You'll never be able to suit everyone with this!
For me the EXP key would be more frequently used than the shift key functions.

Quote:
Quote: R-P but no P-R?

INV R-P gives P-R. The other two conversions can also be inverted.


Of course. *embarrassed look*

Quote:
Quote: An ENG and <ENG function would be really nice!,

An ENG display mode could be set up using the DISP key. What is <ENG?


No, I'm not talking about an ENG display mode, I'm talking about an ENG display "function" that operates like the Casio calcs. i.e. scientific display is the normal "mode", but if you press ENG you convert that display into engineering notation. Press it again and the display shifts an extra 3 digits. Next operation causes the display to revert back to the usual display mode.
<ENG is ENG in the other direction.
I discussed this in one of the recent HP35S threads, the new HP35S has ENG and <ENG.
I could live without <ENG, but ENG is essential on any calc IMHO.

BTW, the calc would of course not be as tall as the pictured unit, it would stop just at the top of the display.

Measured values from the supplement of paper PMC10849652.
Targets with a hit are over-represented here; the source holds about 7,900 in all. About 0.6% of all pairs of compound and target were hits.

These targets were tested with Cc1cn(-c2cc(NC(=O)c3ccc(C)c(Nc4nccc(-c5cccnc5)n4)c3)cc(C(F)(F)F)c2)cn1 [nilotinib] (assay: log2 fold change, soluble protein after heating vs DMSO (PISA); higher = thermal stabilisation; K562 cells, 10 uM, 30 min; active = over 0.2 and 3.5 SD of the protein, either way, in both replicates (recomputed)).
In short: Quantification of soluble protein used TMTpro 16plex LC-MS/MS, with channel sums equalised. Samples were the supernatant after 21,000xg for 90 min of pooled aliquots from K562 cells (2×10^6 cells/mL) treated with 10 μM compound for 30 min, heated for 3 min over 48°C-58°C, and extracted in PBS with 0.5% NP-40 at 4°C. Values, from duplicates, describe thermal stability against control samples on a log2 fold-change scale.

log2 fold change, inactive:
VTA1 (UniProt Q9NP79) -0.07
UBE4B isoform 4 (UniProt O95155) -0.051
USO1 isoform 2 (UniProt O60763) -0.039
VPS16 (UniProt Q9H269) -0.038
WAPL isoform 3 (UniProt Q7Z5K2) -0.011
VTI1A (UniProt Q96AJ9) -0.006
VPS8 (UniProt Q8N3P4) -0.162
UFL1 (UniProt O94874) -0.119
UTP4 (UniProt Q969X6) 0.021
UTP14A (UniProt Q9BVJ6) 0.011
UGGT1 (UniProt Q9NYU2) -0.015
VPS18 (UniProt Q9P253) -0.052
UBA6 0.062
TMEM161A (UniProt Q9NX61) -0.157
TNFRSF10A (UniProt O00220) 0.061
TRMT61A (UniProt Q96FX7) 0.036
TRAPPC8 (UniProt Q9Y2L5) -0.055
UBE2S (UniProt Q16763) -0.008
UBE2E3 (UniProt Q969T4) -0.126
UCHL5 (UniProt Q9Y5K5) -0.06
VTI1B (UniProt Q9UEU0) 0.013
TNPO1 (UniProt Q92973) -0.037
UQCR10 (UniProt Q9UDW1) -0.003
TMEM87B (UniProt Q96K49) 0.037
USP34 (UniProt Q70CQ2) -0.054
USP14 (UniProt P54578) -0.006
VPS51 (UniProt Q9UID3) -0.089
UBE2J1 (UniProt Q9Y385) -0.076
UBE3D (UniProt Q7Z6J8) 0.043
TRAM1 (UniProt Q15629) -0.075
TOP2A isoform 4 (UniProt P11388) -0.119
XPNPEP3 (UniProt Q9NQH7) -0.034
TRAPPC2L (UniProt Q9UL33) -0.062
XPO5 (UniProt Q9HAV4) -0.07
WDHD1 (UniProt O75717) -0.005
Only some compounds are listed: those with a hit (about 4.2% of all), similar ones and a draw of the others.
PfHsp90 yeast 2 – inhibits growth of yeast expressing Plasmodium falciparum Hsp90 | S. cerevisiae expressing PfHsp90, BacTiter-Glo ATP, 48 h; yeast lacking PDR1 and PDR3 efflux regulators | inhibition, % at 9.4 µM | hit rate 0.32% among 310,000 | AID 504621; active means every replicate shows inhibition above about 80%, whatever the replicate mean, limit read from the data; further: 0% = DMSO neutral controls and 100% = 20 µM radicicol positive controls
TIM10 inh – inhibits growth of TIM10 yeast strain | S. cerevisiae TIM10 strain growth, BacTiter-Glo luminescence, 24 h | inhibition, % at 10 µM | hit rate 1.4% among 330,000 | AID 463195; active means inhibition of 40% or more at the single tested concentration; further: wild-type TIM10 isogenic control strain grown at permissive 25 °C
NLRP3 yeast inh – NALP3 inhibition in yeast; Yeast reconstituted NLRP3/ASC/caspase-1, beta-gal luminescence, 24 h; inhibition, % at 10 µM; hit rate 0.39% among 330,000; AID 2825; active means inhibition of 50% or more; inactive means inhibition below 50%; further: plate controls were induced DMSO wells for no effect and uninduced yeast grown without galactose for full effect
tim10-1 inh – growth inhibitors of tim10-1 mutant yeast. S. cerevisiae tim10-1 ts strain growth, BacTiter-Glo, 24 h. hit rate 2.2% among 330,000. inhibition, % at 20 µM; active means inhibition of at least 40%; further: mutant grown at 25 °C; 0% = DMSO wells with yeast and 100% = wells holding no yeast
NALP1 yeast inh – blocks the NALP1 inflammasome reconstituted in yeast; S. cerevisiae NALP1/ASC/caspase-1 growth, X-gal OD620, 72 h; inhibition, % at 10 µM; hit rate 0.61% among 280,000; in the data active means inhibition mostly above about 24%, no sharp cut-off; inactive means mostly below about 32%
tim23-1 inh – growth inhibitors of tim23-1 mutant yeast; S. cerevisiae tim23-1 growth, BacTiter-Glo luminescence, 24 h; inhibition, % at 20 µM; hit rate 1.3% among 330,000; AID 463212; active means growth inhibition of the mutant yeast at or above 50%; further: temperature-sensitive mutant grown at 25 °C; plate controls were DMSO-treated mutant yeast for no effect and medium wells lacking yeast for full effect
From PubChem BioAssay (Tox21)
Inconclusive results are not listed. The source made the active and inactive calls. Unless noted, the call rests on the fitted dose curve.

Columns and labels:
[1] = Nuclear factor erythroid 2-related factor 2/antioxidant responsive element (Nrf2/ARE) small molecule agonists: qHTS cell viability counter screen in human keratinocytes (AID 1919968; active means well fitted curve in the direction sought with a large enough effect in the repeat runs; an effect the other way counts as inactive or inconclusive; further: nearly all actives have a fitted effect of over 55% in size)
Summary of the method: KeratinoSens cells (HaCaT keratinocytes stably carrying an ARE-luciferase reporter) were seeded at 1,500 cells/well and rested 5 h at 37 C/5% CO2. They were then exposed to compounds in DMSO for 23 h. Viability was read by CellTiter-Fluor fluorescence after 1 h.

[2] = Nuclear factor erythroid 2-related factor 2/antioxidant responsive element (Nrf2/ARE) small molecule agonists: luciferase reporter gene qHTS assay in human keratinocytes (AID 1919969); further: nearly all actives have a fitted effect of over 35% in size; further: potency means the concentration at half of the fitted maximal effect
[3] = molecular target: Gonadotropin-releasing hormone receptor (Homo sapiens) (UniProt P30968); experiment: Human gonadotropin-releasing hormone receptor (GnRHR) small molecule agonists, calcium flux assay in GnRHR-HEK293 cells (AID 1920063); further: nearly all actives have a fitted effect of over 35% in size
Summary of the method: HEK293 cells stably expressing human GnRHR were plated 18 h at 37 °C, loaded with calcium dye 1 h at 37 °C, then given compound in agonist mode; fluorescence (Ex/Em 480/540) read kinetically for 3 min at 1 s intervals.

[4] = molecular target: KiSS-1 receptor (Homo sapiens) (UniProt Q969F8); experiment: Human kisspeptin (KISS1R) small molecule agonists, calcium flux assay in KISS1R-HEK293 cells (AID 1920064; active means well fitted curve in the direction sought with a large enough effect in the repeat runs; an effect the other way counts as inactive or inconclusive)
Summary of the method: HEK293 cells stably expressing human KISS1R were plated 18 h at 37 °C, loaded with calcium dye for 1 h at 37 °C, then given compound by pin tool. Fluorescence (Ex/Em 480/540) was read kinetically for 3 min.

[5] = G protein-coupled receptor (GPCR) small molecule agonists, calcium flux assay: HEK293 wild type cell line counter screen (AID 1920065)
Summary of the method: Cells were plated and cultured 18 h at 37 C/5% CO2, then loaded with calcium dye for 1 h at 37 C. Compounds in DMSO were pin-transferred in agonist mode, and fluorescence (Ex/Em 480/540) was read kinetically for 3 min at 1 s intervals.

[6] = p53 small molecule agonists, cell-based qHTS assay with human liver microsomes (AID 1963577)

Dave.

#47

Quote:
I probably use scientific notation less often than most potential users of this calculator. Your suggestion has a lot of merit. What do others think? If you had to choose only one, which would you make unshifted: x<>y or EEX?

Keep the x<>y unshifted. I use this significantly more than EEX (which I do use fairly often).

- Pauli

#48

Quote:
This allowed me to free the 4 key and use it for a pet function which I had to leave out in the first version: area under the normal curve (and its inverse).

Putting HYP in this unused slot would also be possible and in line with more normal scientific calculators. Not that I've ever used a hyperbolic function (excepting for a few of the challenges on this site). I do use normal curves from time to time and used them heaps when I was studying.

- Pauli

#49

Quote:
I would remove the INV shift function on the 4 key and rely on a double press of SHIFT to enable the inverse functions.